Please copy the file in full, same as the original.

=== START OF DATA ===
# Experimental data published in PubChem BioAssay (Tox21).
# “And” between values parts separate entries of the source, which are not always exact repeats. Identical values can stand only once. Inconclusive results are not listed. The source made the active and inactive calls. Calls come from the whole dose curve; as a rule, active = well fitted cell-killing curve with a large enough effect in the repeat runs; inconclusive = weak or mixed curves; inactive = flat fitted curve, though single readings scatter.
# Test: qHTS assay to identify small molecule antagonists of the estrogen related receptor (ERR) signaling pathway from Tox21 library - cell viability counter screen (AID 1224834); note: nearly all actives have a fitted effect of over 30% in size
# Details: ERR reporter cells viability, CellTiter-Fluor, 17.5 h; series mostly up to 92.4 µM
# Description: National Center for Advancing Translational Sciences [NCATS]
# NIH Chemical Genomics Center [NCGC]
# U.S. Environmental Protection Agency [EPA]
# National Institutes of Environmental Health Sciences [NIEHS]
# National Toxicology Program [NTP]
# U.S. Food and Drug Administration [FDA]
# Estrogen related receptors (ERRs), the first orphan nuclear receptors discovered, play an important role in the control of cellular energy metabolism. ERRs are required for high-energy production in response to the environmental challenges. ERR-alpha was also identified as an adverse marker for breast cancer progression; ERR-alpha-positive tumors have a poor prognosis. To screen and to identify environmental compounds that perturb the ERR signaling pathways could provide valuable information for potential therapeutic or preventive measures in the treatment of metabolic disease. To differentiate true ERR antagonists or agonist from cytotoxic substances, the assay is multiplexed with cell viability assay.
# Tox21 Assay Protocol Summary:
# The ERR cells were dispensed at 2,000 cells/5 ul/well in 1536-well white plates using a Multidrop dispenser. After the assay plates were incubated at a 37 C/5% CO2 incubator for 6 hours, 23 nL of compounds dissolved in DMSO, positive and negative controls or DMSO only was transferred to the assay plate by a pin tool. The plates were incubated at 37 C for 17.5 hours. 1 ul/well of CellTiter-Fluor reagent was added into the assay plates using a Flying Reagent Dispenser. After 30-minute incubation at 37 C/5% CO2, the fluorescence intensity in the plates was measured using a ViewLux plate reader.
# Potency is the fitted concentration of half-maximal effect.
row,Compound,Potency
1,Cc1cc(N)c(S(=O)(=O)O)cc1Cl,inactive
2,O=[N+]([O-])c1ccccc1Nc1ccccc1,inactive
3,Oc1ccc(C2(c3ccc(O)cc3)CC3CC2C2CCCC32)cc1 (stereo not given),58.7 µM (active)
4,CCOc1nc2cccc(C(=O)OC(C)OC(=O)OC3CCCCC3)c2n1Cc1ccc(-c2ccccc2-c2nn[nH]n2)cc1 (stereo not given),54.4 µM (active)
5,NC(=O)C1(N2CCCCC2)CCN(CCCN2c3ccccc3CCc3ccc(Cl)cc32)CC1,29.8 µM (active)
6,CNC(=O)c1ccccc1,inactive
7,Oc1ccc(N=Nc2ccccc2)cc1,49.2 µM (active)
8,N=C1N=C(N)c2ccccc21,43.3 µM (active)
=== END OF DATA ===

# Experimental data published in PubChem BioAssay (Tox21).
# “And” between values parts separate entries of the source, which are not always exact repeats. Identical values can stand only once. Inconclusive results are not listed. The source made the active and inactive calls. Calls come from the whole dose curve; as a rule, active = well fitted cell-killing curve with a large enough effect in the repeat runs; inconclusive = weak or mixed curves; inactive = flat fitted curve, though single readings scatter.
# Test: qHTS assay to identify small molecule antagonists of the estrogen related receptor (ERR) signaling pathway from Tox21 library - cell viability counter screen (AID 1224834); note: nearly all actives have a fitted effect of over 30% in size
# Details: ERR reporter cells viability, CellTiter-Fluor, 17.5 h; series mostly up to 92.4 µM
# Description: National Center for Advancing Translational Sciences [NCATS]
# NIH Chemical Genomics Center [NCGC]
# U.S. Environmental Protection Agency [EPA]
# National Institutes of Environmental Health Sciences [NIEHS]
# National Toxicology Program [NTP]
# U.S. Food and Drug Administration [FDA]
# Estrogen related receptors (ERRs), the first orphan nuclear receptors discovered, play an important role in the control of cellular energy metabolism. ERRs are required for high-energy production in response to the environmental challenges. ERR-alpha was also identified as an adverse marker for breast cancer progression; ERR-alpha-positive tumors have a poor prognosis. To screen and to identify environmental compounds that perturb the ERR signaling pathways could provide valuable information for potential therapeutic or preventive measures in the treatment of metabolic disease. To differentiate true ERR antagonists or agonist from cytotoxic substances, the assay is multiplexed with cell viability assay.
# Tox21 Assay Protocol Summary:
# The ERR cells were dispensed at 2,000 cells/5 ul/well in 1536-well white plates using a Multidrop dispenser. After the assay plates were incubated at a 37 C/5% CO2 incubator for 6 hours, 23 nL of compounds dissolved in DMSO, positive and negative controls or DMSO only was transferred to the assay plate by a pin tool. The plates were incubated at 37 C for 17.5 hours. 1 ul/well of CellTiter-Fluor reagent was added into the assay plates using a Flying Reagent Dispenser. After 30-minute incubation at 37 C/5% CO2, the fluorescence intensity in the plates was measured using a ViewLux plate reader.
# Potency is the fitted concentration of half-maximal effect.
row,Compound,Potency
1,Cc1cc(N)c(S(=O)(=O)O)cc1Cl,inactive
2,O=[N+]([O-])c1ccccc1Nc1ccccc1,inactive
3,Oc1ccc(C2(c3ccc(O)cc3)CC3CC2C2CCCC32)cc1 (stereo not given),58.7 µM (active)
4,CCOc1nc2cccc(C(=O)OC(C)OC(=O)OC3CCCCC3)c2n1Cc1ccc(-c2ccccc2-c2nn[nH]n2)cc1 (stereo not given),54.4 µM (active)
5,NC(=O)C1(N2CCCCC2)CCN(CCCN2c3ccccc3CCc3ccc(Cl)cc32)CC1,29.8 µM (active)
6,CNC(=O)c1ccccc1,inactive
7,Oc1ccc(N=Nc2ccccc2)cc1,49.2 µM (active)
8,N=C1N=C(N)c2ccccc21,43.3 µM (active)